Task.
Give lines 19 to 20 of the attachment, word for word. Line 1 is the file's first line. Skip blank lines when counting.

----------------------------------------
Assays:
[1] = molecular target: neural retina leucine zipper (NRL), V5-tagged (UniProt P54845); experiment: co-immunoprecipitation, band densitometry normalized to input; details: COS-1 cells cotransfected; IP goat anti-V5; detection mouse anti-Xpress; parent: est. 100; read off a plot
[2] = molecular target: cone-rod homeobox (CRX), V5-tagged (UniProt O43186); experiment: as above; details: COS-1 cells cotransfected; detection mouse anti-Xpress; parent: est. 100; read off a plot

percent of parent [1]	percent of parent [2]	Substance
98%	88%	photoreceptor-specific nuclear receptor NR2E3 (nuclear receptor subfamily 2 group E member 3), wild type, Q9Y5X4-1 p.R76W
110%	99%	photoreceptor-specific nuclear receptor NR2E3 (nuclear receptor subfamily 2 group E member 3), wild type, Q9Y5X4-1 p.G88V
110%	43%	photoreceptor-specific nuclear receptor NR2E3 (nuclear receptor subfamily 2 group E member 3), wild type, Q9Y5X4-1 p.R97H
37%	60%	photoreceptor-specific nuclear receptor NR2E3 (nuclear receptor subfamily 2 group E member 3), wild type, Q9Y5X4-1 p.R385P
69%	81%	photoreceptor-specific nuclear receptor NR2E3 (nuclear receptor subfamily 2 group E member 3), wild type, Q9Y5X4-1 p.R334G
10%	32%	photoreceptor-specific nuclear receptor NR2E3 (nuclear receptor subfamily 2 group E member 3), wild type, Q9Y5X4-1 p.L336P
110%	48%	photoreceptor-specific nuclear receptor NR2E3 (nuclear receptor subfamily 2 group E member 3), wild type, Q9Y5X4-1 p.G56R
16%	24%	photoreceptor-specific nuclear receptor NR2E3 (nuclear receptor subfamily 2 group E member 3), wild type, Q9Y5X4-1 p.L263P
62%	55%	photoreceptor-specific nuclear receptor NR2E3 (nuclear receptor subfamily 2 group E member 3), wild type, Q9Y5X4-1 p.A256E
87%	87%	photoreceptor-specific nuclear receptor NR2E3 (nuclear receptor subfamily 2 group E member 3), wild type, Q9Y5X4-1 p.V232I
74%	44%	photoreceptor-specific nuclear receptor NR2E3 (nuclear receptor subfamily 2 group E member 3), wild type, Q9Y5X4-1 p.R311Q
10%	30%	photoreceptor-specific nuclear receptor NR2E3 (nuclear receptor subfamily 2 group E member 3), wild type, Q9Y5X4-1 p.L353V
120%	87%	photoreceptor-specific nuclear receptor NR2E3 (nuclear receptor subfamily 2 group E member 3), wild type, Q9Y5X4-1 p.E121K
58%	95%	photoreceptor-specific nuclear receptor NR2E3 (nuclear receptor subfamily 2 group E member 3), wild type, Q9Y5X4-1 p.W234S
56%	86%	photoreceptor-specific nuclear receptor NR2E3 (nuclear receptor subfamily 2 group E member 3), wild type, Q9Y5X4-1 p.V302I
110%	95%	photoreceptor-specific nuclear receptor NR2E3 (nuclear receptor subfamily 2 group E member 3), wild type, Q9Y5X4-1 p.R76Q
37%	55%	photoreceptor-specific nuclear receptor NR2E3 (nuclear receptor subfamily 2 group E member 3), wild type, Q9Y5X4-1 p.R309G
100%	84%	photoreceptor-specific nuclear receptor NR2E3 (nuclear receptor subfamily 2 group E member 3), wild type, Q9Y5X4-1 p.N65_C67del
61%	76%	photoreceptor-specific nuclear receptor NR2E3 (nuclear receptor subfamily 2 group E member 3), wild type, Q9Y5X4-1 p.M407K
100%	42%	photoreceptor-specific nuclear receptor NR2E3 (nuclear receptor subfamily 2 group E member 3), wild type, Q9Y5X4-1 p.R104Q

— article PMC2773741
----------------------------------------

56%	86%	photoreceptor-specific nuclear receptor NR2E3 (nuclear receptor subfamily 2 group E member 3), wild type, Q9Y5X4-1 p.V302I
110%	95%	photoreceptor-specific nuclear receptor NR2E3 (nuclear receptor subfamily 2 group E member 3), wild type, Q9Y5X4-1 p.R76Q